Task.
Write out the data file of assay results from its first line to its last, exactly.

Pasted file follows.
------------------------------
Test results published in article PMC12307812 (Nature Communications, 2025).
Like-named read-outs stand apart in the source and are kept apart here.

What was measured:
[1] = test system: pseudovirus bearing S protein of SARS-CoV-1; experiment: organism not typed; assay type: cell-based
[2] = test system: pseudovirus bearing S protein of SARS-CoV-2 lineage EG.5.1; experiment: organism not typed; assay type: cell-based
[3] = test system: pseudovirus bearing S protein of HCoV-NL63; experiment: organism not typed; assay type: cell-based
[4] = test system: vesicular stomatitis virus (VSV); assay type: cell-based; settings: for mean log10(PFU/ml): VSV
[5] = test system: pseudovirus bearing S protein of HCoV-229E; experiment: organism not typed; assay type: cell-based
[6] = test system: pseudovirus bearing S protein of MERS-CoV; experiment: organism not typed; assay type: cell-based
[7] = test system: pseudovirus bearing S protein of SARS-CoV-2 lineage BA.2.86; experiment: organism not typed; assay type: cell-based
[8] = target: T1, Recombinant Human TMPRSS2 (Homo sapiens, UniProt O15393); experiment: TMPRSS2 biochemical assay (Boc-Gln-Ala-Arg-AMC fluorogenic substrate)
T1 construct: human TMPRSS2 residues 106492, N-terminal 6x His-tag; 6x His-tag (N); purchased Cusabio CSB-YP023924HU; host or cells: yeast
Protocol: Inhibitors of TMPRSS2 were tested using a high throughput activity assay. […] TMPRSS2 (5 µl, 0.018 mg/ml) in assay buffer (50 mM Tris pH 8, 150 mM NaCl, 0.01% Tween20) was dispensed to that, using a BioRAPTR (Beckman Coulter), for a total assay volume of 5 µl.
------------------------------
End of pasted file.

Test results published in article PMC12307812 (Nature Communications, 2025).
Like-named read-outs stand apart in the source and are kept apart here.

What was measured:
[1] = test system: pseudovirus bearing S protein of SARS-CoV-1; experiment: organism not typed; assay type: cell-based
[2] = test system: pseudovirus bearing S protein of SARS-CoV-2 lineage EG.5.1; experiment: organism not typed; assay type: cell-based
[3] = test system: pseudovirus bearing S protein of HCoV-NL63; experiment: organism not typed; assay type: cell-based
[4] = test system: vesicular stomatitis virus (VSV); assay type: cell-based; settings: for mean log10(PFU/ml): VSV
[5] = test system: pseudovirus bearing S protein of HCoV-229E; experiment: organism not typed; assay type: cell-based
[6] = test system: pseudovirus bearing S protein of MERS-CoV; experiment: organism not typed; assay type: cell-based
[7] = test system: pseudovirus bearing S protein of SARS-CoV-2 lineage BA.2.86; experiment: organism not typed; assay type: cell-based
[8] = target: T1, Recombinant Human TMPRSS2 (Homo sapiens, UniProt O15393); experiment: TMPRSS2 biochemical assay (Boc-Gln-Ala-Arg-AMC fluorogenic substrate)
T1 construct: human TMPRSS2 residues 106492, N-terminal 6x His-tag; 6x His-tag (N); purchased Cusabio CSB-YP023924HU; host or cells: yeast
Protocol: Inhibitors of TMPRSS2 were tested using a high throughput activity assay. […] TMPRSS2 (5 µl, 0.018 mg/ml) in assay buffer (50 mM Tris pH 8, 150 mM NaCl, 0.01% Tween20) was dispensed to that, using a BioRAPTR (Beckman Coulter), for a total assay volume of 5 µl.